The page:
With a background in political science and international policy, and 35 years in the not-for-profit sector, Scott Grayson is uniquely positioned to be a catalyst for change. The CEO of the American Association of Public Works (APWA) now helps North American organisations better manage their infrastructure assets.
It’s a challenge he’s always found rewarding, starting with his time as councillor and chair of the Housing Authority for the City of Golden Valley, a ring suburb of Minneapolis.
“Whether it’s installing a bicycle path, replacing water mains underneath the street or creating open space, there’s great excitement when you approve a plan and see people constructing infrastructure,” says Scott, reflecting on his time at council. “It was always a pleasure to walk around the city in which I lived and say, ‘Oh yeah, I played a role in that, we studied, approved and funded that’.”
As CEO of APWA, as well as an Executive Director of the Canadian Public Works Association (CPWA), Scott presides over 30,000 members and 63 chapters throughout the US and Canada. His job involves a mix of national and international advocacy, education, credentialling and lobbying. It’s a job requiring flexibility and expansiveness – qualities he partly attributes to his upbringing in New York City’s borough of Manhattan. He says it was both “cosmopolitan and international”, and inspired him to complete an MA in International Policy specialising in Latin American and Caribbean studies.
Grayson took on the reins of the APWA in 2016 after nearly 20 years as Associate Managing Director of the Institute of Electrical and Electronics Engineers Inc (IEEE). He immediately set about putting in place systems that would ensure the organisation’s continued success.
“When I started at APWA, it was strong, financially sound and I would say to my staff ‘we’re doing a really great job, we’re bringing in appropriate amounts of revenue, but it’s almost by accident’,” says Scott. “So we aligned everything we work on with a strategic plan – even our performance reviews.”
That first strategic plan was implemented in 2017, and the organisation has now signed a second strategic plan in February 2020, also incorporating another of Scott’s personal directives – better cohesion of APWA’s departments. “The APWA’s different departments, whether they be education, finance or advocacy, were working in silos. I’ve worked hard over the years to get them speaking about what’s happening in each department and how they can help one another by following the strategic plan.”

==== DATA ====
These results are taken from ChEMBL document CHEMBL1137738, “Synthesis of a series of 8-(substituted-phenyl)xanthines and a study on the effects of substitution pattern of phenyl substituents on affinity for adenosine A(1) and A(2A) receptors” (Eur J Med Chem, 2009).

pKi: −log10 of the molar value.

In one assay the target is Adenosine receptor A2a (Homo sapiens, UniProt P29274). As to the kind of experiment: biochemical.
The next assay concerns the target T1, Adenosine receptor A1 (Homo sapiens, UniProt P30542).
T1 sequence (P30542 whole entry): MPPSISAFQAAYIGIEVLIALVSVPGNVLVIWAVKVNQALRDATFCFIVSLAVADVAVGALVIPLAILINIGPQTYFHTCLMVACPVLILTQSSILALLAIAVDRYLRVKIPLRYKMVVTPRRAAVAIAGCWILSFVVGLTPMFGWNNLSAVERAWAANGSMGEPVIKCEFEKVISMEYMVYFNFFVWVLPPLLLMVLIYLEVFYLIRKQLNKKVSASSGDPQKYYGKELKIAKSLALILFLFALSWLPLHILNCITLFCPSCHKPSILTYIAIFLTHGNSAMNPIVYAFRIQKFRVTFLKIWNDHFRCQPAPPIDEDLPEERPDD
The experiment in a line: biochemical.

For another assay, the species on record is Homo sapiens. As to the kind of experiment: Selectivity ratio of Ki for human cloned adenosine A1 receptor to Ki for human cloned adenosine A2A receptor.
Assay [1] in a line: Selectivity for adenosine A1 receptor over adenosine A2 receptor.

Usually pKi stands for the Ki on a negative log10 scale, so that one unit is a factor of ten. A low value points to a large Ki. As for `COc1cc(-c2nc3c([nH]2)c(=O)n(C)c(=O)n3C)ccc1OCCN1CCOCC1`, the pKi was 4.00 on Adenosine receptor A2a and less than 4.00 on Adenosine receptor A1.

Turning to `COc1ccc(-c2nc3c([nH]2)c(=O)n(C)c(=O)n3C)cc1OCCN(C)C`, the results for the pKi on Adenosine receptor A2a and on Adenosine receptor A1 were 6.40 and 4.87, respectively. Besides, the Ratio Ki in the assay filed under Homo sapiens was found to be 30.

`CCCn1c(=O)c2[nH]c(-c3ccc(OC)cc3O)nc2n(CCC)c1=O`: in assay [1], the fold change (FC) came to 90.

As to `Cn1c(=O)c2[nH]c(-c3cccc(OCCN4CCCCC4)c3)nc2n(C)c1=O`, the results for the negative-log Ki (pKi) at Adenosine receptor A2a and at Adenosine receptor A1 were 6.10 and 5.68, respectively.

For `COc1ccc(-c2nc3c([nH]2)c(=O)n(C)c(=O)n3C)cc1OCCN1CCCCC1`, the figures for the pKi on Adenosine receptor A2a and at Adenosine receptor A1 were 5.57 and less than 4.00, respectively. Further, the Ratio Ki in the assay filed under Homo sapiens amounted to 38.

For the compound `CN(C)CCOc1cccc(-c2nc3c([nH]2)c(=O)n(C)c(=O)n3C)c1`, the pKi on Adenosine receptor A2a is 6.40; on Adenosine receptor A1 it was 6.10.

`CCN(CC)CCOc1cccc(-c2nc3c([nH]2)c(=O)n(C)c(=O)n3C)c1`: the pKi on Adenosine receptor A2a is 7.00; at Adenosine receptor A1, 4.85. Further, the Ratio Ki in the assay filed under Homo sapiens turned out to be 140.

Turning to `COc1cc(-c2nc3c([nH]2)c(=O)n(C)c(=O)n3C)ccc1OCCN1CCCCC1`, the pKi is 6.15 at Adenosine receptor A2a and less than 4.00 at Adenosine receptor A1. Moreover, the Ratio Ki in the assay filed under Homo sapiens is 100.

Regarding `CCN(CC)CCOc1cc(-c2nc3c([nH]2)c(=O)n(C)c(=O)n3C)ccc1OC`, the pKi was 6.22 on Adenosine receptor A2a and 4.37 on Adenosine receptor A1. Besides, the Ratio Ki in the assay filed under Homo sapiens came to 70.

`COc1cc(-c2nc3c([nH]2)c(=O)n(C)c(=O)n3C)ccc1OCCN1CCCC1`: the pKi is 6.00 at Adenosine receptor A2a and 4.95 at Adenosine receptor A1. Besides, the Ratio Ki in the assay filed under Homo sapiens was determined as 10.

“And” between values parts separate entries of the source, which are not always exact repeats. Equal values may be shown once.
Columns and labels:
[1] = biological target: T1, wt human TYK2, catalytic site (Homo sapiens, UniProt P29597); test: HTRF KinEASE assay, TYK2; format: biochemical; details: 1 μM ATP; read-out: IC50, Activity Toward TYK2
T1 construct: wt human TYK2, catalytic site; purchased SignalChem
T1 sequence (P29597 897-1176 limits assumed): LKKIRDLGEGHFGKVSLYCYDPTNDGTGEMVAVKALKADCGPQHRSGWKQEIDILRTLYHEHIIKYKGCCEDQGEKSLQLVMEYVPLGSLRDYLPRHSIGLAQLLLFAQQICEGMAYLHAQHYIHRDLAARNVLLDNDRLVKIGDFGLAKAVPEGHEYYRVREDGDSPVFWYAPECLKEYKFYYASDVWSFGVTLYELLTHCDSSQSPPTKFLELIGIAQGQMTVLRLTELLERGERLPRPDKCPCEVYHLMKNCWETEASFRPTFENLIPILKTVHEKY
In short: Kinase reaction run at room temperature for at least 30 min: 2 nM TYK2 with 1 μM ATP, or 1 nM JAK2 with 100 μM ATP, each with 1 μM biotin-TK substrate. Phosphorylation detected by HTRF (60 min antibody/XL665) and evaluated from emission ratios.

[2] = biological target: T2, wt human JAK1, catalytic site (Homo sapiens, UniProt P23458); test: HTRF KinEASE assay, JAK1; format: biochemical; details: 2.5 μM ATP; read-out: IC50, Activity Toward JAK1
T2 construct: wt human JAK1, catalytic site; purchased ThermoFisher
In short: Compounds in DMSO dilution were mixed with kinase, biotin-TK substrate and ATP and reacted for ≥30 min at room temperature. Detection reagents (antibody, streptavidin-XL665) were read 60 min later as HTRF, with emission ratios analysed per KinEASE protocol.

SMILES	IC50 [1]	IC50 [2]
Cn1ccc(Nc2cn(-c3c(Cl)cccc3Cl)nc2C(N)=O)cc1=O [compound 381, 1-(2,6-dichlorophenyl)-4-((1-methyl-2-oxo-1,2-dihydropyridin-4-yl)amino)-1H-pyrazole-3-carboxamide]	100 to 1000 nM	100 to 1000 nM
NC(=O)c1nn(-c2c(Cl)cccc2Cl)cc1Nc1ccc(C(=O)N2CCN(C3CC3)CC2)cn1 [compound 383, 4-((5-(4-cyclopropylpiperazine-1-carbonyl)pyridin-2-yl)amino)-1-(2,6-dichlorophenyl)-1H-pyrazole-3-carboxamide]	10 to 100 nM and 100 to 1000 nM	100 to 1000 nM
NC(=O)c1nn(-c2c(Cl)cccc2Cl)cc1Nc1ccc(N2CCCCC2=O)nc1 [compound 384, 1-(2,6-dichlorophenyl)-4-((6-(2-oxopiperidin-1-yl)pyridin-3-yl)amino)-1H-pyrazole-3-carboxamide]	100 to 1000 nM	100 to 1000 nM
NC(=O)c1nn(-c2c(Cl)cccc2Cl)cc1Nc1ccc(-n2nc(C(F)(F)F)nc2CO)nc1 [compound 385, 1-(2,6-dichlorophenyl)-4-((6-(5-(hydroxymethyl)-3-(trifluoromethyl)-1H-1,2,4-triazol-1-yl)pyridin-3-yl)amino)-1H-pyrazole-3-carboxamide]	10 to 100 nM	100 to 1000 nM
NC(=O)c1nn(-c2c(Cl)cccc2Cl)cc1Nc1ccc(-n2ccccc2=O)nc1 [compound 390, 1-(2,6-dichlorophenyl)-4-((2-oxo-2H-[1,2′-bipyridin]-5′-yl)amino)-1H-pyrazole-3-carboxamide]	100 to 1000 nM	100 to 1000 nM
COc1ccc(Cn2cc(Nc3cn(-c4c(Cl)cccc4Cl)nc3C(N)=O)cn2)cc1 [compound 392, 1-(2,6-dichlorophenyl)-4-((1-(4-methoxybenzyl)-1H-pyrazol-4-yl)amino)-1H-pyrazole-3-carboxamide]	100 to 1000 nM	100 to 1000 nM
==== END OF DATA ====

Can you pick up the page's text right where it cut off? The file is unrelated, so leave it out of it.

Scott’s organisational changes have equipped the APWA to make big inroads into tackling what he considers to be the No.1 problem in the global and US infrastructure industries today – ageing infrastructure. To fix the problem he advocates more federal funding but would like to see a system in place in the US where those funds are subject to municipal councils having asset management plans in place.
“In the US, local governments should have asset management plans to show how the money will be used to not only build but also maintain their infrastructure over its life,” he says.
To that end, Scott advocates more US organisations and municipal councils adopting asset management plans. “If you ask most small- to mid-sized municipal councils in the US if they have asset management plans, they don’t. We have a long way to come in the United States to realise the value of asset management. We’re working hard just as a starting point at educating everyone that asset management is important.”
To make more readily available the value of APWA training and certifications in asset management, Scott has sought to increase APWA membership. To get around the problem of public work directors from large cities not seeing value in local APWA chapters, he’s created a Large Cities Public Works Directors Forum for cities with populations of 500,000 or more. “As a result of this group, big cities public works directors participate in our trade shows and interact with hundreds of our industry members,” he explains.
Gathering information is key to Scott’s personal management strategy. He often asks his staff to, “think about the things that you don’t know that you don’t know”.
It’s an ethos that proved crucial when COVID-19 forced him to cancel a number of large association trade shows – the largest of which usually sees between 5,000 and 8,000 attendees with 9,300 square metres of exhibit space. Reallocating meetings online, he also asked staff to be enterprising and find new solutions to problems. “My motto has always been, don’t sweat the small stuff and create a priority around what’s really important and what you have control over,” he says.
Scott’s dedication to the organisation hasn’t gone unnoticed by APWA staff, whose nomination led him to receive the 2020 Distinguished Association Executive Award from the Kansas City Society of Association Executives (KCSAE). He says the award is a “real career highlight”.
Outside work, Scott likes being active. He counts downhill skiing, running, cycling and hiking, as well as listening to an eclectic mix of music, as personal interests. As for inspirations, he says he’s inspired by the people around him, including his wife and children that help ground him and enrich his experiences.
“My wife is a marriage and family therapist and she talks a lot about work-life balance,” says Scott. “Throughout my career it’s been really easy to be heavily weighted on work and she reminds me when my work/life is out of balance.
“My three kids have really taught me a lot about life and work. I just value the input from that generation so much, they know a lot more than I do about certain topics, so I love embracing their knowledge.”
It’s through this lens that Scott’s work will help produce a new generation of highly effective asset managers.